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Summary: The persecuted church in Philadelphia is part of the true Israel

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Unto the Church in Philadelphia, Write

Revelation 3:7-13

Introduction

Philadelphia was the sixth church which Jesus addresses in Revelation. It was noted for its rich volcanic soil which was good for the raising of grapes. But the presence of volcanic soil also meant that the area was subjected to strong earthquakes. The aftershocks of one such quake was so strong that the inhabitants fled the city for the fields and stayed there for fear of being crushed by falling buildings.

The city also underwent several name changes over its history, After receiving Roman help in an earthquake, the city was named Neo Caesarea. Then it was changed back to Philadelphia again. Later on, it was renamed in honor of the Flavian dynasty. But when Domitian ordered half of the vines to be cut down to reduce the competition for the vineyards in Italy, it was changed back to its original name.

Philadelphia means “Brotherly Love” and was named in honor of a loyal brother to the king which founded the city.

We know from the text that there was a Jewish community in Philadelphia which seems to have served as the main opposition to the church. The church did not appear to be much affected by either the Pagan worship or emperor worship at this time, although this is an argument from silence.

Exposition of the Text

The message to the church begins with “Thus saith the Holy One, The Real One, the One who holds the key of David.” Unlike the other churches in which a piece of the vision of Jesus in chapter one is directly applied, there is not direct quote here. In the original vision, Jesus identifies Himself as having the keys of hell and of death, but not the Key of David. He is also identified in the first chapter as the “true witness”, but here we have simply “true (one).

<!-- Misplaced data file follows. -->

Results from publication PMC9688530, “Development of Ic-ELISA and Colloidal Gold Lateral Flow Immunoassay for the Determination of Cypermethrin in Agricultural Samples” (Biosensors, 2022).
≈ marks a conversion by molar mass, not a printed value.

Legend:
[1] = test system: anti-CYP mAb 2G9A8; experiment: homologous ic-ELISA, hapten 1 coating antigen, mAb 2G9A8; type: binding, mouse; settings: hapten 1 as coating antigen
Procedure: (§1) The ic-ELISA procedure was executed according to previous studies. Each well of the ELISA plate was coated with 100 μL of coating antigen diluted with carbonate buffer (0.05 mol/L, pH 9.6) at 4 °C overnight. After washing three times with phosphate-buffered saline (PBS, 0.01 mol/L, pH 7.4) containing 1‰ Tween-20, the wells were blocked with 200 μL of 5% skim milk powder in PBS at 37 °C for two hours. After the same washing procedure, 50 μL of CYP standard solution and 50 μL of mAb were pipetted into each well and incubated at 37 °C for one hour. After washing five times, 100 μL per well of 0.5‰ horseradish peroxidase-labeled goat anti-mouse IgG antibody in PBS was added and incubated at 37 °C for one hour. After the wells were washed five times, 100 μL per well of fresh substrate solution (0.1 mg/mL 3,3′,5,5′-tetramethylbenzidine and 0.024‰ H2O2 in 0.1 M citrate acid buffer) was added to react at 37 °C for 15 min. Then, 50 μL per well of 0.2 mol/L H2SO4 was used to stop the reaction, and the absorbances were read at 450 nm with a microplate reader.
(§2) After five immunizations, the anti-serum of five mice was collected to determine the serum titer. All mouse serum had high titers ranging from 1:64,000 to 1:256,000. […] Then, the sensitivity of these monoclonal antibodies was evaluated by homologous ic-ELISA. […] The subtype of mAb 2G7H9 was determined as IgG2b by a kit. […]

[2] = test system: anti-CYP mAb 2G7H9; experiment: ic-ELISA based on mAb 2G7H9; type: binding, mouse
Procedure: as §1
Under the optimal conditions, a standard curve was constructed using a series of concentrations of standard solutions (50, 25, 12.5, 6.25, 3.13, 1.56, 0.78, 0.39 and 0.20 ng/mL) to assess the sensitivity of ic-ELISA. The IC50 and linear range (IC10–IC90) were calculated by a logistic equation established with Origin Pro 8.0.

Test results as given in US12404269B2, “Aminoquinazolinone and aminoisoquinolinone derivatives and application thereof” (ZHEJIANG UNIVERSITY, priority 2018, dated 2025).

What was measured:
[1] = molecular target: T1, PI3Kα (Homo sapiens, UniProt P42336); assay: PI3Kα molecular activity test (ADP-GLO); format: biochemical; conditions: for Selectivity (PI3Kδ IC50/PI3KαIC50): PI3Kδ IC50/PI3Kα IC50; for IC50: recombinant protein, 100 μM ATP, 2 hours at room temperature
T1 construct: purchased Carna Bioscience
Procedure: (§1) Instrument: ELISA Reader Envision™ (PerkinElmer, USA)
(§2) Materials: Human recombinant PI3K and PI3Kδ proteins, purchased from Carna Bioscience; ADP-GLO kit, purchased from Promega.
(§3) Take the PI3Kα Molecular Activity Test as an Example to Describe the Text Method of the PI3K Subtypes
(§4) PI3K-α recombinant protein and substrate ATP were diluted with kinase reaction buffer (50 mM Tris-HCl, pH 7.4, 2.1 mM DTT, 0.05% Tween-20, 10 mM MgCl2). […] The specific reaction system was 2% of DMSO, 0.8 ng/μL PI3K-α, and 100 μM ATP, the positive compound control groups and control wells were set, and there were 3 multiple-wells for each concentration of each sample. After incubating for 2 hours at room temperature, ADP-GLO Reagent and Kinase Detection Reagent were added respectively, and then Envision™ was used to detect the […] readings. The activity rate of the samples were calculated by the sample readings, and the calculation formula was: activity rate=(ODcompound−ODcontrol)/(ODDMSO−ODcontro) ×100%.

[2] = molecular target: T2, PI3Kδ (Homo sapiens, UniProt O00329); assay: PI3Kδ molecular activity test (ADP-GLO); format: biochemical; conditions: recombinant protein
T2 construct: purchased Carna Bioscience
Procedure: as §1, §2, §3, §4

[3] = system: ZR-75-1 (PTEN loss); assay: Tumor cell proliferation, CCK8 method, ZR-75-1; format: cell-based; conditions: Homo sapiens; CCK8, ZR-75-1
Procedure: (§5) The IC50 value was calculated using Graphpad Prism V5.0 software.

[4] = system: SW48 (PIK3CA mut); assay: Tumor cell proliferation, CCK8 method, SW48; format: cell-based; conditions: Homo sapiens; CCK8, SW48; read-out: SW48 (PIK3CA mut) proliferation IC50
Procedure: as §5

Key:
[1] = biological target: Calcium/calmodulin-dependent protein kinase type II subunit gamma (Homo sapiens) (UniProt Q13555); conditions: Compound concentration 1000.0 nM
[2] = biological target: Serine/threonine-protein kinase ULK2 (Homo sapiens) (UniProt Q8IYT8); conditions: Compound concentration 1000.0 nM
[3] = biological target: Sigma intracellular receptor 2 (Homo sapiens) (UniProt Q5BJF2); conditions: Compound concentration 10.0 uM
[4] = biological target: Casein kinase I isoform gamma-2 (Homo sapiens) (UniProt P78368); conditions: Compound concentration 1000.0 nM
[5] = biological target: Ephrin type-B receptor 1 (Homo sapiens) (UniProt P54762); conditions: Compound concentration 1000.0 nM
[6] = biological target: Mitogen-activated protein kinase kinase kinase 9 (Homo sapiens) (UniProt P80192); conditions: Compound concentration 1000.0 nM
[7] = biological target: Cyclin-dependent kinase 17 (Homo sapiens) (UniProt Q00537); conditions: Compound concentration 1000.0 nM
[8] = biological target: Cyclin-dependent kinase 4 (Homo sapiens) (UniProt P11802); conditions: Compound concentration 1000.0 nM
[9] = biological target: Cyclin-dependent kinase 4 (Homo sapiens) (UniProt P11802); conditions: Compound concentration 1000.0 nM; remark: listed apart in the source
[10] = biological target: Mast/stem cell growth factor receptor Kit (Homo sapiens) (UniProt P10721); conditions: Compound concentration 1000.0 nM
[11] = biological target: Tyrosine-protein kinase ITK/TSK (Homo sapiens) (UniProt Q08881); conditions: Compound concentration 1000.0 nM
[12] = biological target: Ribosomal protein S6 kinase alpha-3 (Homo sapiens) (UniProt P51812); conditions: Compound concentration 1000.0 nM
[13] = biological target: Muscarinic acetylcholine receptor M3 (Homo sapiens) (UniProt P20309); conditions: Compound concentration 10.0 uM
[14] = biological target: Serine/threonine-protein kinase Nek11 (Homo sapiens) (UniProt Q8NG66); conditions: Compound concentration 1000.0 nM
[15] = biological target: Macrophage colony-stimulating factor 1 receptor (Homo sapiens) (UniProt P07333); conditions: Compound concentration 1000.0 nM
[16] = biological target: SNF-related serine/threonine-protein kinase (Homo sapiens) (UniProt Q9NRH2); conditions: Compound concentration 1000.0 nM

In Jesus introduction of himself to the church at Philadelphia, Jesus is stressing His Old Testament credentials. He is the “Holy One (of Israel) which is one of the ways Yahweh reveals Himself to Israel. By saying this, Jesus is identifying Himself as the LORD of the covenant He made with Israel, the One who, Moses met on Mt. Sinai. As the “Truthful One”, Jesus indicates that he had been perfectly faithful to His side of the covenant which He had made which implies that the failure was entirely due to the unfaithfulness of the nation of Israel. When Jesus means that He has the key of David, an allusion to Isaiah 22, He is also stating His humanity as the Son of David. He is also claiming the legitimate authority He has as the King of Israel. So as the faithful LORD and King, He has the authority to rule over His people.

Jesus the LORD has the right to determine who has access to Him. By the failure of Israel and Judah to keep the stipulations of the covenant, they had forfeited all rights to access. The door was shut to them. Indeed, the only access to the presence of God would have to be by God’s sovereign grace. If Jew could not enter by merit, neither could the Gentile. The grace of God alone determines who can enter through the door. In the Gospel, Jesus calls himself the door to the sheepfold by which His sheep can enter and go out. To have the door open identifies the sheep as being His. He is then telling the church at Philadelphia that they are the legitimate Israel. He is also saying that those to whom the door is closed that they are not.


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